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الأربعاء، 23 سبتمبر، 2015

Yemen Strikes, Israel, and Double Standards in the Middle East

Yemen Strikes, Israel, and Double Standards in the Middle East


 
Smoke rises after a Saudi-led coalition carried out airstrikes on a Houthi-held army base in Sana’a, Yemen, on Sept. 20. 
 
European Pressphoto Agency
The Saudi-led Arab coalition conducted airstrikes this weekend against Houthi rebel-controlled  government buildings and residential neighborhoods in Yemen’s capital that killed dozens. But in contrast to reactions to Israeli actions in Gaza, the international community–including the U.S.–has largely ignored civilian casualties in the Saudi-led campaign in Yemen, including when it involves bombing urban areas.
It’s impossible to draw strict analogies between the two situations, not merely because the Palestinian-Israeli conflict is decades older than the Houthi-Saudi fight. But there’s still a double standard here.
During the Hamas-Israel conflict in Gaza last summer, Israel killed an estimated 2,100 Palestinians. The Israeli government says that 750 to 1,000 of those were Hamas fighters. Since March of this year, the United Nations estimates that the Saudi-led airstrikes and artillery strikes in Yemen have killed more than 2,000 civilians and wounded 4,000 others, the New York Times reported last week. There have been several humanitarian cease-fires, but the military campaign has continued. The coalition has retaken the port city of Aden and made other gains, but this has come with the destruction of entire neighborhoods and historic sites and deaths of innocents within that wreckage. The Saudi campaign has created a humanitarian crisis in the region’s poorest Arab state: An estimated 21 million people (roughly 80% of Yemen’s population) need assistance, the Times reported.
In contrast to Gaza, where the Israelis were able to accomplish their limited objectives in 50 days, the Saudi-led coalition hasn’t defeated the Houthis in six months and seems in no rush to stop trying. A Saudi spokesman for the Arab coalition said in June that “We shouldn’t be in a hurry” and noted that it took the U.S. and NATO more than a decade to try to establish a stable government in Afghanistan. The Saudi campaign is orchestrated by Deputy Crown Prince Muhammed bin Salman, and it has become a litmus test of his credibility–and perhaps key to his ascent to succeed his father, King Salman. And with their Shiite regional rival Iran supporting the Houthi rebels, the Saudis are likely to be in this for the long haul.
Last week, the chief of the U.N. human rights council, a Jordanian, called for an independent investigation of both Saudi and Houthi attacks on civilians. But that’s small potatoes compared with the intense U.N. and international criticism of Israeli-Hamas wars  in Gaza–including Israel being charged with war crimes and willful targeting of civilians. When it comes to politically irrelevant Yemen, there have been no efforts to take Saudi Arabia to the International Criminal Court, no calls for boycotts or divestment, and no U.N. Security Council or General Assembly resolutions.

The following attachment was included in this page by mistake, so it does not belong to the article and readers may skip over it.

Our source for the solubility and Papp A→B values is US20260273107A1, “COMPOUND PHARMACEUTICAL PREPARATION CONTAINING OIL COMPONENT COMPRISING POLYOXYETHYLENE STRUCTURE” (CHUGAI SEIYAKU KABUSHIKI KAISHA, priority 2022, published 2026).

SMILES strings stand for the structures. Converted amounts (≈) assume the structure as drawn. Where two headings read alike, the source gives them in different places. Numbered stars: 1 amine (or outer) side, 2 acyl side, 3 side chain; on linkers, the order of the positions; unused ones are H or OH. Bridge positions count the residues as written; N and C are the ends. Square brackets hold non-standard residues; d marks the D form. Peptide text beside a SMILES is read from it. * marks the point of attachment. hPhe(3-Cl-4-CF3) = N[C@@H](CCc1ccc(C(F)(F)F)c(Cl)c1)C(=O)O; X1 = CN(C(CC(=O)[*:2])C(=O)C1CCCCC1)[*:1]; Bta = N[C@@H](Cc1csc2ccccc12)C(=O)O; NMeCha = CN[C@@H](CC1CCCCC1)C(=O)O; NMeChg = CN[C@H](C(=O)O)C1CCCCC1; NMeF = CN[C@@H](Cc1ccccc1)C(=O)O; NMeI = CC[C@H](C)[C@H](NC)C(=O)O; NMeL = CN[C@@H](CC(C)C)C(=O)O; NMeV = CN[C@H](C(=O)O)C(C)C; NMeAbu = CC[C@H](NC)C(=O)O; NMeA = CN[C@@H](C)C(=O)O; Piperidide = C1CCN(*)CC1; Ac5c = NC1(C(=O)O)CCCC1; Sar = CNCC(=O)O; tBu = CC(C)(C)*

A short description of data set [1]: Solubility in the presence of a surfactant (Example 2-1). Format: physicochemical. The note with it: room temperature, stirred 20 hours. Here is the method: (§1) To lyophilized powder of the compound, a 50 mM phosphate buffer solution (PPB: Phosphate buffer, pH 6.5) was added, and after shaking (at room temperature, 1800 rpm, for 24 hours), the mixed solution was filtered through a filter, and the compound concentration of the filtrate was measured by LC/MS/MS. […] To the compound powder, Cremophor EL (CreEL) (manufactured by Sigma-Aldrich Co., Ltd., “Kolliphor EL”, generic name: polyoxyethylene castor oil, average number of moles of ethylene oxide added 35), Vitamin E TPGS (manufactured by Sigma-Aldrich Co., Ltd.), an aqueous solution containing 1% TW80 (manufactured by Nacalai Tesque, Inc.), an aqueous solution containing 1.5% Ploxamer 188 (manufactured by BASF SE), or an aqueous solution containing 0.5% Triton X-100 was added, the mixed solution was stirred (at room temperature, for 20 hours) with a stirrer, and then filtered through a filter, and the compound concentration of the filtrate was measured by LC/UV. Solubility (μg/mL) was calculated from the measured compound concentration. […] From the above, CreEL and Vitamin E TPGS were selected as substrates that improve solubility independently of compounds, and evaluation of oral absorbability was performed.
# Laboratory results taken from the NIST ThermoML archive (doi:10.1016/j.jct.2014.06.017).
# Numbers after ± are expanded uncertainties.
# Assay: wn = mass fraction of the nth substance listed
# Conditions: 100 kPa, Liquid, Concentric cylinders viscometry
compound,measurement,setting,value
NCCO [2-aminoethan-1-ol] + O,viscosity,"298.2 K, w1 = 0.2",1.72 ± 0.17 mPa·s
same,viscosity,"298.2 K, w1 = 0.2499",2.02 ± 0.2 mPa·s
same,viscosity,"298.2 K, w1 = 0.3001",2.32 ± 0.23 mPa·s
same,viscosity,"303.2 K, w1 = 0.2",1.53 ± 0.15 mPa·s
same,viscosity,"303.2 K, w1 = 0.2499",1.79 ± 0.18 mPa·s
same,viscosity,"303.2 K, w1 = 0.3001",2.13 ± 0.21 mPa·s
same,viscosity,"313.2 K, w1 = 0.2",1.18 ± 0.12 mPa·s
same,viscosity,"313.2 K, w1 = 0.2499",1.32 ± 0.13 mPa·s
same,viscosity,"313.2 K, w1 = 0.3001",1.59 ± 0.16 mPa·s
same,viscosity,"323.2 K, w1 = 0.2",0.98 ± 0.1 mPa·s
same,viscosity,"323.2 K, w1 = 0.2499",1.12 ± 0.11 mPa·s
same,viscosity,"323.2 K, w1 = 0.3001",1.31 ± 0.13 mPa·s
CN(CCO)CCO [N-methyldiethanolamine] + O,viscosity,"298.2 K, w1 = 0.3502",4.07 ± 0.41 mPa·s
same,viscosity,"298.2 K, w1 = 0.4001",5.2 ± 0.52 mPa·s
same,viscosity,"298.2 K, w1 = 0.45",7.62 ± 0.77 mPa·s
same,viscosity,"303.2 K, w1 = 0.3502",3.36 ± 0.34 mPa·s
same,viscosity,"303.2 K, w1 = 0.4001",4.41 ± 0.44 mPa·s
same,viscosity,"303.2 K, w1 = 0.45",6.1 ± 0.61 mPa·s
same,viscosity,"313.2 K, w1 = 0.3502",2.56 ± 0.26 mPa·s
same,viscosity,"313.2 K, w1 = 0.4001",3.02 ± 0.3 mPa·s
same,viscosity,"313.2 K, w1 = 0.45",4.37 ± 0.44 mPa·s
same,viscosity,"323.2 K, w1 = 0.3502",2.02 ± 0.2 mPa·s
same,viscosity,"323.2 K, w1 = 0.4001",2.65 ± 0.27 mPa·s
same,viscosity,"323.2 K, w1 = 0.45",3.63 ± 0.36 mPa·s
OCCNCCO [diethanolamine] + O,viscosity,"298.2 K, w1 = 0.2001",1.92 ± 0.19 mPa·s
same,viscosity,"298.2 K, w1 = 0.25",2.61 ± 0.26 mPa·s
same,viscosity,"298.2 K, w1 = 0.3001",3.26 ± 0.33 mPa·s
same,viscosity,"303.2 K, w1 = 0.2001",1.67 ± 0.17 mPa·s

The Saudis confront in Yemen the same challenge Israel has faced in Gaza: how to deal with combatants who fire from urban areas using civilians for cover. But Riyadh seems to have less regard for civilian casualties and hasn’t been held accountable the way Israel is for such injuries and death, whether the issue is errant airstrikes, incompetence, or willful targeting of homes, markets, hospitals, and refugee camps. Last week, UNICEF reported that a coalition airstrike had targeted a warehouse used for water distribution, jeopardizing 11,000 Yemenis.
All of this puts the Obama administration in an untenable position. Yes, Washington is Israel’s key supporter and has defended Israel at the United Nations over Gaza. But when it comes to Yemen, the U.S. is supporting the Saudi coalition  airstrikes with targeting information, logistics, and other intelligence. Washington has advised the Saudis to set limits on their targets, and U.S. officials expressed concerns as early as April about the campaign’s open-ended nature. Still, the Obama administration has avoided public criticism.
The issue is less defending Israel than recognizing this double standard in the Middle East.
The Saudis escape consequences for their actions in Yemen in part because the Arab coalition is nine countries deep and rich too. The Arab League–of which Yemen is a member–supports the coalition campaign. And a majority of U.N. members appear to be happy to ignore distant, poor Yemen while they support the Palestinian cause and fault Israeli human rights abuses. And unlike the Israelis, the Saudi military doesn’t investigate the accusations against it.
The next time Israel–or the U.S., for that matter–is accused of killing civilians while operating in urban areas against legitimate military targets, it would be nice if critics, the Saudis in particular, held their fire. But I’m not holding my breath.
Aaron David Miller is a vice president at the Woodrow Wilson Center for Scholars and most recently the author of “The End of Greatness: Why America Can’t Have (and Doesn’t Want) Another Great President.” He is on Twitter: @AaronDMiller2

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